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On Feb. 23, the United States Food and Drug Administration (FDA) authorized One condoms to be used for protection against STIs during anal sex, marking the first time that the FDA granted condom approval specifically for anal penetration. The condoms, marketed as One Male Condom and manufactured by Global Protection Corp., had a failure rate (breakage and/or slippage) of less than one percent (0.7) in a clinical study of "252 men who have sex with men and 252 men who have sex with women," the FDA stated.
Lead author of the National Institutes of Health-funded study, Aaron Siegler, PhD, associate professor of epidemiology and assistant director of the Prevention Core in the Emory Center for AIDS Research at Emory University, said in a statement on the One condoms website: "There have been over 300 condoms approved for use with vaginal sex data, and never before has a condom been approved based on anal sex data. This is despite two-thirds of HIV transmission in the United States being linked to anal sex. Having condoms tested and approved for anal sex will allow users to have confidence in using condoms to prevent HIV transmission."
The FDA noted that "unprotected anal intercourse carries the greatest sexual exposure risk of HIV transmission." In fact, the risk of HIV through unprotected "receptive" anal sex is as much 18 times greater than unprotected "receptive" vaginal sex, according to Stanford Health Care.
Courtney Lias, PhD, director of the GastroRenal, ObGyn, General Hospital, and Urology Devices, said in an FDA statement that the FDA's authorization of a condom specifically for anal sex could make it more likely that people will use condoms during anal sex overall. Kenneth Mayer, MD, medical research director for Fenway Health, similarly told The New York Times that this will open doors to increase marketing and "normalize the conversation" around anal sex.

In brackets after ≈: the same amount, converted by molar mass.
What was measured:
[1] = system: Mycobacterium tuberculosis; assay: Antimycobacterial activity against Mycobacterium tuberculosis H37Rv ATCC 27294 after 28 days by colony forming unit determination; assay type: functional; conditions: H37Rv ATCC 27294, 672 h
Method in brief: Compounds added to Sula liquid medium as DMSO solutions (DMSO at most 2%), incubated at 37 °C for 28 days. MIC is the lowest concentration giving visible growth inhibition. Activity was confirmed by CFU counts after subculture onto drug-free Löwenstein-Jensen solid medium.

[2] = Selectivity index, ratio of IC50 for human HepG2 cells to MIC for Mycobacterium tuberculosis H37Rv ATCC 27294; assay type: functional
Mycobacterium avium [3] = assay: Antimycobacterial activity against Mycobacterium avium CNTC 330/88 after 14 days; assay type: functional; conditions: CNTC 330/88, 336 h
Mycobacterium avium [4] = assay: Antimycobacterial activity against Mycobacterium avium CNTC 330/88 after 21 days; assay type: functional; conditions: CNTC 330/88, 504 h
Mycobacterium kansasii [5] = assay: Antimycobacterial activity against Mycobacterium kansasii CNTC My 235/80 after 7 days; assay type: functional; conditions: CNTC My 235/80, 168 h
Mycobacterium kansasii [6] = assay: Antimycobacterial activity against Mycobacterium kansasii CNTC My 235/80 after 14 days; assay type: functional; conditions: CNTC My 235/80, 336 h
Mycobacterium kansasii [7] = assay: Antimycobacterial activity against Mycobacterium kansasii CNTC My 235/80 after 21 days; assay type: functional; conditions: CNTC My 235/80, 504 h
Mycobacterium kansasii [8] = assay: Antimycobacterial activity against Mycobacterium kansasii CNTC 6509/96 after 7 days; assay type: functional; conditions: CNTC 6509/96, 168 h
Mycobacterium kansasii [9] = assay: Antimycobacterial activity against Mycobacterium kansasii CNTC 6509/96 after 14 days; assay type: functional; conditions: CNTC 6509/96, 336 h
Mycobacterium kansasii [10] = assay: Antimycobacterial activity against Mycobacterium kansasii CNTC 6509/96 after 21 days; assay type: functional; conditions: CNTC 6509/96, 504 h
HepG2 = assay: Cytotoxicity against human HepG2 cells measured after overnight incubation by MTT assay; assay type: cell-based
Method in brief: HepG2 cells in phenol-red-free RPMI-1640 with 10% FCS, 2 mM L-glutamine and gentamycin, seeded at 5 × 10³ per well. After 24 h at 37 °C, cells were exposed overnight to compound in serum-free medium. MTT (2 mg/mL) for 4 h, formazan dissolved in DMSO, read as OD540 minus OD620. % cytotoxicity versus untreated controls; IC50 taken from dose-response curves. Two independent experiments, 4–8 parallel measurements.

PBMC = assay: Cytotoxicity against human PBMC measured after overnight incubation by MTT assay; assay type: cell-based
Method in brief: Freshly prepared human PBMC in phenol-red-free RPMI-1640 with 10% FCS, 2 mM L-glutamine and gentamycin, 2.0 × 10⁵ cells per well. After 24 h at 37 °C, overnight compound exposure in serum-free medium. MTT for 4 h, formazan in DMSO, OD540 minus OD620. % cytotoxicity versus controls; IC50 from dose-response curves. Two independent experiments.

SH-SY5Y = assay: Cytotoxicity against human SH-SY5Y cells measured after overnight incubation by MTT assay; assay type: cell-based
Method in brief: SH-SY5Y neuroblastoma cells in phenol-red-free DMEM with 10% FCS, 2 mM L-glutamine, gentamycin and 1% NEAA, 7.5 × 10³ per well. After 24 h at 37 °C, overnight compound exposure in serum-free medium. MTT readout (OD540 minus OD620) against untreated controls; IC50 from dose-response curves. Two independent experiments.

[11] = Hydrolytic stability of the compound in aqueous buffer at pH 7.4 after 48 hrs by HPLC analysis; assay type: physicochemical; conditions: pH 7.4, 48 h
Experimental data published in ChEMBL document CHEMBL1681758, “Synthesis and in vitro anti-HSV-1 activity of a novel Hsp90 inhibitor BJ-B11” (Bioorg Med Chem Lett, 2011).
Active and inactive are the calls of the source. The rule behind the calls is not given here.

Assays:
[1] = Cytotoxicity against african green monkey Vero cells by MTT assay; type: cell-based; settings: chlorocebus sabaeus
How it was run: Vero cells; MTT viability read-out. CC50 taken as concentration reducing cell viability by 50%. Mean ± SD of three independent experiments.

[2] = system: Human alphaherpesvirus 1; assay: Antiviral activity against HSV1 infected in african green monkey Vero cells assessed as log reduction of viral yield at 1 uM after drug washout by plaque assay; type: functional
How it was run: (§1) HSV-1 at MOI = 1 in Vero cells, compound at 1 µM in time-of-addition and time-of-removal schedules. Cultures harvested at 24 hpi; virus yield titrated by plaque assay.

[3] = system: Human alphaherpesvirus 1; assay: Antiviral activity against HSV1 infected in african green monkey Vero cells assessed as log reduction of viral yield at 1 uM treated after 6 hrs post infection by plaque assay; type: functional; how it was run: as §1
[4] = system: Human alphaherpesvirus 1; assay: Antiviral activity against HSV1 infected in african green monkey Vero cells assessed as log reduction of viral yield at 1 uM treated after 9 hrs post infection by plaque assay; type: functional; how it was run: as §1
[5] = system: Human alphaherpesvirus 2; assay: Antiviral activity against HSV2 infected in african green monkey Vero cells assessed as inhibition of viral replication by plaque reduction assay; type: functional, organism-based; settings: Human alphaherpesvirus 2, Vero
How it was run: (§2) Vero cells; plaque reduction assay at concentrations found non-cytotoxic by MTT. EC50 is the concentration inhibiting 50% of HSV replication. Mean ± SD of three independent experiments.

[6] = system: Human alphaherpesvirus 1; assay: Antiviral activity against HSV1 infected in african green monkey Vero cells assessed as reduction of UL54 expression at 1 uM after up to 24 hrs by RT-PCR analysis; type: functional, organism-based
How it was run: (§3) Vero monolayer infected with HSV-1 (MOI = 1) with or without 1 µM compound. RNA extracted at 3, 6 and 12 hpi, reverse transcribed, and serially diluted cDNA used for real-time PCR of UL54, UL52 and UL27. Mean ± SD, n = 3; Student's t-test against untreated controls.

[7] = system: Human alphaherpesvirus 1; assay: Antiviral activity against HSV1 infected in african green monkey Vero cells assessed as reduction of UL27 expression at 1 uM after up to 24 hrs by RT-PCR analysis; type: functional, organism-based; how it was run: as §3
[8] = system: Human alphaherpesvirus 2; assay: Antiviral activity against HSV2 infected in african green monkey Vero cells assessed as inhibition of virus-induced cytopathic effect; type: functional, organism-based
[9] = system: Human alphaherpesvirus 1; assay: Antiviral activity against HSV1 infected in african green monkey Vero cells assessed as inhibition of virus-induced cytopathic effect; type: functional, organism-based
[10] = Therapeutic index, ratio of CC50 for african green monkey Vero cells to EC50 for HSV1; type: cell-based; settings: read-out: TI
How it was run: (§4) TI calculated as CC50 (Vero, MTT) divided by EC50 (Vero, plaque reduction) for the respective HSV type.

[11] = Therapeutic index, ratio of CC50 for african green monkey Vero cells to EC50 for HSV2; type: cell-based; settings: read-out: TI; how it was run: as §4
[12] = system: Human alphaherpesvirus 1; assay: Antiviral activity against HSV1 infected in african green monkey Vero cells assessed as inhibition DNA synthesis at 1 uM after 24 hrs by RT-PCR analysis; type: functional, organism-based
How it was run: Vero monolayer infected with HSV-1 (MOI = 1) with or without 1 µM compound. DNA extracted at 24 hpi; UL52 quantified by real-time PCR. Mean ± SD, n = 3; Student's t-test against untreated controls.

Certified sex therapist Donna Oriowo, PhD, LICSW, acknowledges the "continued judgement and taboos around anal sex," and she tells POPSUGAR that transmission of STIs is among the common worries that her clients express. There is a particular stigma around contracting longer-lasting STIs, she says, and though she thinks these condoms will certainly reduce concerns for some, many of the concerns people have around condoms will likely remain, in her opinion, since condoms alone are not 100 percent effective.
PSA: Our condoms are still approved for vaginal sex. We didn't design a new condom. It's that we can now say ONE Condoms & myONE Condoms are approved for vaginal AND anal sex. #HappyBum (And "ONE Male Condom" = ONE Condoms. ONE Male Condom is just a technical term.) 🥳— ONE® Condoms (@ONECondoms) February 24, 2022
The One Male Condom is also indicated for use to help reduce the risk of pregnancy and STI transmission during vaginal sex — that won't change — but its "intended use" claim will now include anal sex for three different styles: fitted, thin, and standard. The fitted condoms, called myOne custom-fit, are now available in 60 different sizes and have a "paper template." A Global Protection Corp. spokesperson tells POPSUGAR that the adjusted packaging language will launch to the market within about three to six months, but that the condoms listed are still officially FDA-approved for anal sex.
The FDA stated that people should apply lube compatible with condoms when using the One Male Condom for anal sex. You can purchase One condoms at onecondoms.com; via Amazon; and in stores such as Walmart, CVS, and Walgreens.
The FDA said that other companies can apply for approval by demonstrating that their condoms have "substantial equivalence" to One Male Condom products.
Editor's Note: We at POPSUGAR recognize that people of many genders and identities have vaginas, not just those who are women, and the same goes for people who have penises. The aforementioned study implied that researchers classified people with penises as men and people with vaginas as women.